But how and why did technology arise and become scaled at a particular time? This post seeks to answer that. It's short, but if the subject is of interest, link are provided for those that wish to follow up.

In my view, the major influencers were not the productive technologies one ordinarily thinks of, like mechanisms and the harnessing of energy, but rather information technology. First came the invention of language, then the invention of writing, then the invention of paper that could be inexpensively scaled, then the printing press, and now digital technology that is ushering in the "information age." As result, the flow ideas have been transformative, along with the exponentially increasing stock of knowledge.

Naked Keynesianism
Economic and technological determinism
Matias Vernengo | Associate Professor of Economics, Bucknell University


Konrad said...

“Marx was a materialist ontologically.”

I say he was a materialist politically. Marx opposed organized religion’s alliance with the rich against the lower classes. For Marx, organized religions prevent people from seeing the class structure and oppression around them. (“Religion is the opiate of the people.”)

The Mexican Revolution was an uprising against feudal Mexico. When the rich oligarchs lost, their allies, the Catholic Church, made war on the revolutionaries (the Cristero War 1926-29) but lost. The Catholic Church’s agents claimed that they slaughtered people in the name of “religious freedom.”

In a film titled “The Fugitive” (1947) Henry Fonda played a Catholic priest in Mexico who is persecuted for his religious beliefs. All lies. The film was made during “Red Scare” era (Joe McCarthy et. al.) in which oppressive churches were called saintly, and freedom fighters were called Satanic. This sh*t continues today.

As for materialism itself, my own personal belief is that the distinction between matter and energy is an illusion. There is nothing in the universe except energy or mind or spirit or God.

One time in my childhood a religious fanatic tried to convert me to his version of Christianity. I told him thanks, but I was a pantheist, i.e. everything is a manifestation of God.

He thought I was insane. Literally.

Tom Hickey said...

As for materialism itself, my own personal belief is that the distinction between matter and energy is an illusion. There is nothing in the universe except energy or mind or spirit or God.

Form the viewpoint of materialisms aka physicalism/, only matter exists. Physical energy is a from of matter, and the equation that explains the relation of energy and mass is E=mc^2. In terms of the Big Bang, fixed stock of matter as physical energy broke its symmetry and began to expand. Everything that happened from that point was the working of the law of least action governing the flows of that fixed stock iaw conservation laws. Mind is "reduced" to matter.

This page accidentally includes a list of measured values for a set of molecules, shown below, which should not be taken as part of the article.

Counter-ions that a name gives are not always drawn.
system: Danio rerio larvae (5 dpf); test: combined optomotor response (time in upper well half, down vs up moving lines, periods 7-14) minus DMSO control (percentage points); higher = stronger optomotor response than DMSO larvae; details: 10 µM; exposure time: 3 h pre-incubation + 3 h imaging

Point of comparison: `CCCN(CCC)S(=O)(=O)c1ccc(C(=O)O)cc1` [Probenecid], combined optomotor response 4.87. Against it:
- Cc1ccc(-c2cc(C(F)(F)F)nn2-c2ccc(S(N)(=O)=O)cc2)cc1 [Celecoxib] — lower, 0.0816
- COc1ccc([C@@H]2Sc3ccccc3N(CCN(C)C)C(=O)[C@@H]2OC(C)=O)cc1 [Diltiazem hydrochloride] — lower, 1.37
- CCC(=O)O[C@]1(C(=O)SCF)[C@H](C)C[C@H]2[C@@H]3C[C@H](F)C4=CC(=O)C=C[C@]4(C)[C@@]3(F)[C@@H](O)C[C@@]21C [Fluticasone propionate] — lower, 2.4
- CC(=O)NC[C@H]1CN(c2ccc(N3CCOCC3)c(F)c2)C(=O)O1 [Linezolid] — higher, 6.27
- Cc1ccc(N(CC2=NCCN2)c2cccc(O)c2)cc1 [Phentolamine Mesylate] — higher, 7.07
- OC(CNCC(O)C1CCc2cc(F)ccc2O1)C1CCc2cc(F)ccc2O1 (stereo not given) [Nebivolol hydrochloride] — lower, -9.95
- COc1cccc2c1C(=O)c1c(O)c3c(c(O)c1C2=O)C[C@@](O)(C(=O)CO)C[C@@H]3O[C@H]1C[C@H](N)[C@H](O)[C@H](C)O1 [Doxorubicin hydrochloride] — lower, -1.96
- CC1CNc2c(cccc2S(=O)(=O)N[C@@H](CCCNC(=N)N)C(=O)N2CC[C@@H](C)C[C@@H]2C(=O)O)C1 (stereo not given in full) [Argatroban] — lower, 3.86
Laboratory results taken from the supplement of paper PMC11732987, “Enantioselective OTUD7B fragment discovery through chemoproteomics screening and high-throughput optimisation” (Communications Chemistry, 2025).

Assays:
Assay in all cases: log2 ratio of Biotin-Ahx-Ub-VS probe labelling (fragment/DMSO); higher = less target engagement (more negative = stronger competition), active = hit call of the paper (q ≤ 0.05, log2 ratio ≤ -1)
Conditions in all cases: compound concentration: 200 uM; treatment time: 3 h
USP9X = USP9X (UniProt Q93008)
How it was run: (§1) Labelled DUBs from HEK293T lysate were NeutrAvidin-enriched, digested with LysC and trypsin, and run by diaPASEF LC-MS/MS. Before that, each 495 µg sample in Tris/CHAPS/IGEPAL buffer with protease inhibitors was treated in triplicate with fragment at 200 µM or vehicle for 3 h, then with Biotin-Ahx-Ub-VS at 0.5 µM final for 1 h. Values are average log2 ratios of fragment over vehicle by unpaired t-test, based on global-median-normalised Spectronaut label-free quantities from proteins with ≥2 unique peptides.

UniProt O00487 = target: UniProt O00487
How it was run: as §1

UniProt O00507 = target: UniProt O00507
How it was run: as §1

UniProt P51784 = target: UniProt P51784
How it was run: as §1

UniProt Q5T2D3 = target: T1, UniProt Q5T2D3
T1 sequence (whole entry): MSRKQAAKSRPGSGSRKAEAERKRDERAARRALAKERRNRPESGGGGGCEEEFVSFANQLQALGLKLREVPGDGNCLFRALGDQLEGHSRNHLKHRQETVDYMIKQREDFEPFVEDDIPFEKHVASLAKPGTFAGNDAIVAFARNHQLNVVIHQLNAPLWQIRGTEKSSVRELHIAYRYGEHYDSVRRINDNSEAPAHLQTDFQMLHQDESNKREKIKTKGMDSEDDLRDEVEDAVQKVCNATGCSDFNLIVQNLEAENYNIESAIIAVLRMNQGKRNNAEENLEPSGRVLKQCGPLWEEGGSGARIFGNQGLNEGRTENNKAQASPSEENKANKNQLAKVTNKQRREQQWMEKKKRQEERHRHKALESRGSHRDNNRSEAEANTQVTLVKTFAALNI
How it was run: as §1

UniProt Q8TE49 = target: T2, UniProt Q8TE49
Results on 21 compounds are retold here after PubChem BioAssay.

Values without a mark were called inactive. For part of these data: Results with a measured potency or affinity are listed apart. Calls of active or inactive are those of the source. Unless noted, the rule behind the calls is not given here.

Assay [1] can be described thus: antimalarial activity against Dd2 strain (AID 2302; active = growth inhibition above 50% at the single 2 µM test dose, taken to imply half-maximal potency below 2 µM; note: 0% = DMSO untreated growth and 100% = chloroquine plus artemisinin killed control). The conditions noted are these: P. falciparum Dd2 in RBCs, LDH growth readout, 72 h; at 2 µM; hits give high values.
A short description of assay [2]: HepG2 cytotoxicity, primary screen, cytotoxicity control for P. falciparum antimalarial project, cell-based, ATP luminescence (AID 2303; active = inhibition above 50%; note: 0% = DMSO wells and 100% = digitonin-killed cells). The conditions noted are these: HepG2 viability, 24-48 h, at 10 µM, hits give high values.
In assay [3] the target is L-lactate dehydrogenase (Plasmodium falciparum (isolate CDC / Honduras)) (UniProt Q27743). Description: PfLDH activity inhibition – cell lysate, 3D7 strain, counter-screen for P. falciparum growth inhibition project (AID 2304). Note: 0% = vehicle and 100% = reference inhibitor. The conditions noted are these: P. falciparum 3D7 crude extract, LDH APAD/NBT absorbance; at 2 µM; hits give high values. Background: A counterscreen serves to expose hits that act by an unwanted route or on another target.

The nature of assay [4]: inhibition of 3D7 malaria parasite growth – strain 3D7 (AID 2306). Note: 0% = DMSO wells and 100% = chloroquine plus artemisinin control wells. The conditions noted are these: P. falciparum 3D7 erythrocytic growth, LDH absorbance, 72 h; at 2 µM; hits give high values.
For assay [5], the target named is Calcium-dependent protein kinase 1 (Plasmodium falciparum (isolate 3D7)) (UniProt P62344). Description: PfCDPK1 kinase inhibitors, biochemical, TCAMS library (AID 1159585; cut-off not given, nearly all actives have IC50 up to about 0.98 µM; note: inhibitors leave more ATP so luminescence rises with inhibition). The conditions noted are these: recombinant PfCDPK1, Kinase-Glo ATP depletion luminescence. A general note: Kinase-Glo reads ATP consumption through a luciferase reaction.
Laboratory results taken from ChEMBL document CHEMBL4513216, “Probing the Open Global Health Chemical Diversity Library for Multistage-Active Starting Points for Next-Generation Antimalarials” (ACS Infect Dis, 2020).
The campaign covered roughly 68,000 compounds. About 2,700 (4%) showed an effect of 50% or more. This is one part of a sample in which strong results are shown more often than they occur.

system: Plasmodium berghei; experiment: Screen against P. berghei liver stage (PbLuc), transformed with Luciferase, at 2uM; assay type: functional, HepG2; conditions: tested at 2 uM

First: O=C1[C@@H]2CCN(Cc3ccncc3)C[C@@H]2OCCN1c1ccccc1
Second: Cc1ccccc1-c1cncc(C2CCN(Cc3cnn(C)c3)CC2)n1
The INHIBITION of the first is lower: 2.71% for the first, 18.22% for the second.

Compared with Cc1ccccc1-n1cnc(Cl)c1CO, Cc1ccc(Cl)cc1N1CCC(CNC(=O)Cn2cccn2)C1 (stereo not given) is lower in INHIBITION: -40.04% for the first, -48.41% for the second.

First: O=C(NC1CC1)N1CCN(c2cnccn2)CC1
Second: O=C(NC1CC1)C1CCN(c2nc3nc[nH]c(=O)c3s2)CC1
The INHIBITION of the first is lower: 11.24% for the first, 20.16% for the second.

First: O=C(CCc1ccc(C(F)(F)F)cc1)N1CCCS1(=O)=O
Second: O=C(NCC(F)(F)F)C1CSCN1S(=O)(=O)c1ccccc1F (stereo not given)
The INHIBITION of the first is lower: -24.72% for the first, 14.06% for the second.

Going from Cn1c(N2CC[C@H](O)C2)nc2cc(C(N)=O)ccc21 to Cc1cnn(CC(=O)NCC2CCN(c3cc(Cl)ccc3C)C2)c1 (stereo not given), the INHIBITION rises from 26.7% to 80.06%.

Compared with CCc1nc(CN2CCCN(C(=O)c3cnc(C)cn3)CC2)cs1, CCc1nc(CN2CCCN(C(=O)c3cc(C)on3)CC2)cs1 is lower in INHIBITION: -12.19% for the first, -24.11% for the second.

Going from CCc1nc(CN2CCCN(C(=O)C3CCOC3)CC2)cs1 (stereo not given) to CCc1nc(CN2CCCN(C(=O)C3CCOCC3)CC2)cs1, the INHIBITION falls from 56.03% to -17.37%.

From the point of view of idealisms, only spirit, mind, or consciousness exists and everything is a projection of spirit, mind or awareness. Matter as physicality is "reduced" to consciousness, which is bipolar, consisting of the subject pole and object pole of a single reality in which the poles interact through experience and relfection.

Materialism and idealism are monisms, that is, there is one basic "stuff." Since learning that matter is reducible to energy, the multiplicity of atomism not longer tenable as an ontological option.

Dualisms posit the ontological difference of mind and matter. For instance, naive realism or common sense assumes dualism of mind and matter, or subject and object. Most people are naive realists until they start reflecting on this, which most never do.

Skepticism posits the impossibility to know anything on the basis of ontology. This is sometimes called anti-foundationalism.

Philosophies as frameworks for constructing world views can be organized on this bare-bones matrix. Each of the four has many possibilities, and different thinkers have explored them.

I am convinced that some form of idealism and monism is the only tenable option, and I am also convinced that perennial wisdom provides the best conceptual models, along with praxis for engaging them in order to begin to grasp there full range. Actually, there is a "neutral monism," e.g., where the foundation lies beyond. The interpretation of PW to which I subscribe is a neutral monism.

Anonymous said...

Simplicity - whoever says only matter~energy exists, has never gone inside ...!

Matt Franko said...

The problem with you guys with your dialectic training you are always trying to combine/synthesize the material with the non-material....

Imo it’s best to think of these concepts separately...

Matt Franko said...

You guys at core are more materialistic than the “neoliberals!” you are always trying to demonize... who rigorously train for and seek material excellence as a separate issue from how they approach purely social or non material concepts ...

You guys are always trying to combine these concepts.... your approach hence contains a materialistic element... it has to...

Matt Franko said...

Hey Tom see Bill’s blogpost today to see an expose of the Platonic dialectic methodology that is operating in Christendom...